WHAT ARE VARICOSE VEINS?
Varicose veins are gnarled, enlarged veins. Any vein may become varicose, but the veins most commonly affected are those in your legs and feet. That’s because standing and walking upright increases the pressure in the veins of your lower body.
For many people, varicose veins and spider veins — a common, mild variation of varicose veins — are simply a cosmetic concern. For other people, varicose veins can cause aching pain and discomfort. Sometimes varicose veins lead to more-serious problems.
Varicose veins may also signal a higher risk of other circulatory problems. Treatment may involve self-care measures or procedures by your doctor to close or remove veins.
VARICOSE VEIN SYMPTOMS
Varicose veins may not cause any pain. Signs you may have with varicose veins include:
- Veins that are dark purple or blue in color
- Veins that appear twisted and bulging; often like cords on your legs
When painful signs and symptoms occur, they may include:
- An achy or heavy feeling in your legs
- Burning, throbbing, muscle cramping and swelling in your lower legs
- Worsened pain after sitting or standing for a long time
- Itching around one or more of your veins
- Bleeding from varicose veins
- A painful cord in the vein with red discoloration of the skin
- Color changes, hardening of the vein, inflammation of the skin or skin ulcers near your ankle, which can mean you have a serious form of vascular disease that requires medical attention.
Spider veins are similar to varicose veins, but they’re smaller. Spider veins are found closer to the skin’s surface and are often red or blue.
They occur on the legs but can also be found on the face. Spider veins vary in size and often look like a spider’s web.
When To See A Doctor
Self-care — such as exercise, elevating your legs or wearing compression stockings — can help you ease the pain of varicose veins and may prevent them from getting worse. But if you’re concerned about how your veins look and feel and self-care measures haven’t stopped your condition from getting worse, see your doctor.
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VARICOSE VEIN CAUSES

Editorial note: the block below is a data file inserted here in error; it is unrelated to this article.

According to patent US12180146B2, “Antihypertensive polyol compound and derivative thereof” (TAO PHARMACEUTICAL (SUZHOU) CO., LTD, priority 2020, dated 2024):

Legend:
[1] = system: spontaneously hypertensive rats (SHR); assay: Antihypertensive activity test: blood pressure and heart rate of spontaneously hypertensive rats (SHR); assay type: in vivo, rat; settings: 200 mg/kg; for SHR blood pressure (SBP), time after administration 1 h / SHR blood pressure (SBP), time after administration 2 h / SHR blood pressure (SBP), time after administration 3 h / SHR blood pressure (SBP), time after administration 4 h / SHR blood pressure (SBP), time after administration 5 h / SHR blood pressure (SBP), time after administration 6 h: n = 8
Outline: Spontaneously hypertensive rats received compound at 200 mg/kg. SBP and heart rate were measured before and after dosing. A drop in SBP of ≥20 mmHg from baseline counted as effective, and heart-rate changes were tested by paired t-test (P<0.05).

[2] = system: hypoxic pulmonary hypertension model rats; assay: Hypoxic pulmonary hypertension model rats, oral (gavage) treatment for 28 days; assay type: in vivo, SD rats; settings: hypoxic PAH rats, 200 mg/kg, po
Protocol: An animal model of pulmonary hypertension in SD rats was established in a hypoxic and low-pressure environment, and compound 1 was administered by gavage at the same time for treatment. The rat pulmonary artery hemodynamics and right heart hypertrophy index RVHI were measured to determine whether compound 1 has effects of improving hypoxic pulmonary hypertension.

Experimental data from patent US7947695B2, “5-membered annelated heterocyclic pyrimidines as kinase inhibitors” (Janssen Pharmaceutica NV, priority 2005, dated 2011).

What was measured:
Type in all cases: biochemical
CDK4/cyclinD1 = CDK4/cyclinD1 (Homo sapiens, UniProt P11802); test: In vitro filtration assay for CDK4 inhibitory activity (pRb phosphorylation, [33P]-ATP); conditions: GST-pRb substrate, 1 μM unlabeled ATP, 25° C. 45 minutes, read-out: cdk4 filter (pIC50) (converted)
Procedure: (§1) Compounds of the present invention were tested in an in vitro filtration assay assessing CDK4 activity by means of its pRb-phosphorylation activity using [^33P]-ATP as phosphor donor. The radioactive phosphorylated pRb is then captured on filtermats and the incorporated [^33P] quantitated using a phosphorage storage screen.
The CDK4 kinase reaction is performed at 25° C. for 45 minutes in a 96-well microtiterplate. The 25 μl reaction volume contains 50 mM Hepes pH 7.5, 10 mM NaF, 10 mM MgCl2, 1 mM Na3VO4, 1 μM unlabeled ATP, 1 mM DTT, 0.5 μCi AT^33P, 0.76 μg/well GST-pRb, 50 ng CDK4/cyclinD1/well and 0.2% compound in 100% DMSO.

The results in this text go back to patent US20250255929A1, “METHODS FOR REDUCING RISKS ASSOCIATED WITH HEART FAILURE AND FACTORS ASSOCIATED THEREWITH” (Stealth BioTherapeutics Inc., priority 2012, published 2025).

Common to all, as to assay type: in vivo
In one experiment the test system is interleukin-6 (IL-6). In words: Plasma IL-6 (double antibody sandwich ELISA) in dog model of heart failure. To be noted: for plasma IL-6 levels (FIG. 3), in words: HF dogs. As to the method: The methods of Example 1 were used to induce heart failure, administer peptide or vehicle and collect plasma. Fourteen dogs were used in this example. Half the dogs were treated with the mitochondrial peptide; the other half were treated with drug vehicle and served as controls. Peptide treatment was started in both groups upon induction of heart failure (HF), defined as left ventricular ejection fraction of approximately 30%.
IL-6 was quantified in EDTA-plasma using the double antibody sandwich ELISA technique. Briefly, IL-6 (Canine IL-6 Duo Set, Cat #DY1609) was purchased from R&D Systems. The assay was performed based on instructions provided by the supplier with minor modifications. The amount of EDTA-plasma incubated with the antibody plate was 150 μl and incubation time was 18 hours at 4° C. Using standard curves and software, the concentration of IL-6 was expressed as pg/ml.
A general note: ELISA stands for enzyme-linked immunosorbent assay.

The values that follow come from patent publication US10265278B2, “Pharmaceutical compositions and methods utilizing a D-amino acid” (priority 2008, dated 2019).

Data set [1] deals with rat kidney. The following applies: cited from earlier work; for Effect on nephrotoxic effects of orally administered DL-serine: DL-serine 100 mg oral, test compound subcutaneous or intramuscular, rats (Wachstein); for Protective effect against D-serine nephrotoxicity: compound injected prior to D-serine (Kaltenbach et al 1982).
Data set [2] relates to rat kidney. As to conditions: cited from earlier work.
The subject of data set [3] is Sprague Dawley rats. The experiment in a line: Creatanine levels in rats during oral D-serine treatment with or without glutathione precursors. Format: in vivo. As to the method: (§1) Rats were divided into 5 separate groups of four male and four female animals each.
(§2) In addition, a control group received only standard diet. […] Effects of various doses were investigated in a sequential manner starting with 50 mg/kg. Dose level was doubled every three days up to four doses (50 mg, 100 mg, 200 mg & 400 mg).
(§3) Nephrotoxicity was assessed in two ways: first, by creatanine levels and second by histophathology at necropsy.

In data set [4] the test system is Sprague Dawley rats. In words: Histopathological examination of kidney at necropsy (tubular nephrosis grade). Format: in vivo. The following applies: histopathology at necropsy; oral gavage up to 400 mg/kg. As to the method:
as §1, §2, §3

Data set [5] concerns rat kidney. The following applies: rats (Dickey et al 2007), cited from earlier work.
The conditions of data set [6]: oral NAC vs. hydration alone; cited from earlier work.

Varicose veins are caused by increased blood pressure in the veins. Varicose veins occur in the veins near the surface of the skin (superficial). The blood moves towards the heart by one-way valves in the veins. When the valves become weakened or damaged, blood can collect in the veins. This causes the veins to become enlarged. Sitting or standing for long periods can cause blood to pool in the leg veins, increasing the pressure within the veins. The veins can stretch from the increased pressure. This may weaken the walls of the veins and damage the valves.
Causes of varicose veins can include:
- Age. As you get older, your veins can lose elasticity, causing them to stretch. The valves in your veins may become weak, allowing blood that should be moving toward your heart to flow backward. Blood pools in your veins, and your veins enlarge and become varicose. The veins appear blue because they contain deoxygenated blood, which is in the process of being recirculated through the lungs.
- Pregnancy. Some pregnant women develop varicose veins. Pregnancy increases the volume of blood in -designed to support the growing fetus, but it can produce an unfortunate side effect — enlarged veins in your legs. Varicose veins may surface for the first time or may worsen during late pregnancy, when your uterus exerts greater pressure on the veins in your legs. Changes in your hormones during pregnancy also may play a role. Varicose veins that develop during pregnancy generally improve without medical treatment three to 12 months after delivery.